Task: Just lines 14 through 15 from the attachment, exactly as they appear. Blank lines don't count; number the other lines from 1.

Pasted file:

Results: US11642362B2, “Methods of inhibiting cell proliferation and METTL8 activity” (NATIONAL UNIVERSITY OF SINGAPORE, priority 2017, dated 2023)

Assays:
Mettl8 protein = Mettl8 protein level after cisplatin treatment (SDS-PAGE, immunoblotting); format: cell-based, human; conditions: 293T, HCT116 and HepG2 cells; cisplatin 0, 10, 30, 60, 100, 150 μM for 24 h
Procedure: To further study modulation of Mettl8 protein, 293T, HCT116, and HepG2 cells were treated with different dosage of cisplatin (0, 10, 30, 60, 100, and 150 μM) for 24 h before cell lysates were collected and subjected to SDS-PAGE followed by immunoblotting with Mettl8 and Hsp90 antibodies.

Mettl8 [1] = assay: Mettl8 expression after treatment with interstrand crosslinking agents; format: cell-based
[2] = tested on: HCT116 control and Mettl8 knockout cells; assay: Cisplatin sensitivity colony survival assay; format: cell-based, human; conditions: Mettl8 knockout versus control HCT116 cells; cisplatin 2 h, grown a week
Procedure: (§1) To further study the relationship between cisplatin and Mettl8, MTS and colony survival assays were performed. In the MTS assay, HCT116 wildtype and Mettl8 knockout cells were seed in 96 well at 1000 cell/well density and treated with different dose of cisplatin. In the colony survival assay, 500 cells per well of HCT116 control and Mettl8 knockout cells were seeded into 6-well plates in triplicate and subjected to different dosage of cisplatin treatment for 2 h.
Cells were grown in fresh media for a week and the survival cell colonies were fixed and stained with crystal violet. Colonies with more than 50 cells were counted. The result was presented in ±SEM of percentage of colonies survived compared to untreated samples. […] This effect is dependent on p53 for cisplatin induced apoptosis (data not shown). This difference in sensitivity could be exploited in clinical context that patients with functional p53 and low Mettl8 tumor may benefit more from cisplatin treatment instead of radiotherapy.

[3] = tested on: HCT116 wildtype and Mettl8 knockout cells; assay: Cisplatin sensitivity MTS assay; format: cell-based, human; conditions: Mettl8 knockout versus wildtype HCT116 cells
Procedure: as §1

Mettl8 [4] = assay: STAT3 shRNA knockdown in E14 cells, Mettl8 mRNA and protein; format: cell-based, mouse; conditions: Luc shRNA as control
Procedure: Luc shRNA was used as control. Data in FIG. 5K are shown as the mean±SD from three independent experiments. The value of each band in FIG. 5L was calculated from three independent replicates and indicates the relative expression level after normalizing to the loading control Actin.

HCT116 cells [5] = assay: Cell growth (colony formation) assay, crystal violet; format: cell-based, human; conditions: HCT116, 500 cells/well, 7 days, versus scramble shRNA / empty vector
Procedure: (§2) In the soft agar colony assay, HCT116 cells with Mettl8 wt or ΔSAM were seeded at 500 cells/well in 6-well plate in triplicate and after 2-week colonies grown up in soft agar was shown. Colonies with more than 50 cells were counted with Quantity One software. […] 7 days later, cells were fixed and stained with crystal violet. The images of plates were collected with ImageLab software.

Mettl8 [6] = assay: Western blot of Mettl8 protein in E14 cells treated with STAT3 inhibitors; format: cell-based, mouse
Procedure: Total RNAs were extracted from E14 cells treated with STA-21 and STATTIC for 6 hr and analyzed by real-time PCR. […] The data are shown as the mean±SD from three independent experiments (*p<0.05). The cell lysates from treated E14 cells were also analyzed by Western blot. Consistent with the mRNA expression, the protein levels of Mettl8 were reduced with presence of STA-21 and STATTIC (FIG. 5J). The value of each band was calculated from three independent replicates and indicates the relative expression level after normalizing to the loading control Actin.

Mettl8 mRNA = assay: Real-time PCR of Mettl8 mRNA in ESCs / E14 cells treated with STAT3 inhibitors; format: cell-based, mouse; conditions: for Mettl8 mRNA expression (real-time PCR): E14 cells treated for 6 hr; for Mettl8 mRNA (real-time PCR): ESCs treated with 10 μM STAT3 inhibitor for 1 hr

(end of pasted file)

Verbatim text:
Procedure: (§2) In the soft agar colony assay, HCT116 cells with Mettl8 wt or ΔSAM were seeded at 500 cells/well in 6-well plate in triplicate and after 2-week colonies grown up in soft agar was shown. Colonies with more than 50 cells were counted with Quantity One software. […] 7 days later, cells were fixed and stained with crystal violet. The images of plates were collected with ImageLab software.

Mettl8 [6] = assay: Western blot of Mettl8 protein in E14 cells treated with STAT3 inhibitors; format: cell-based, mouse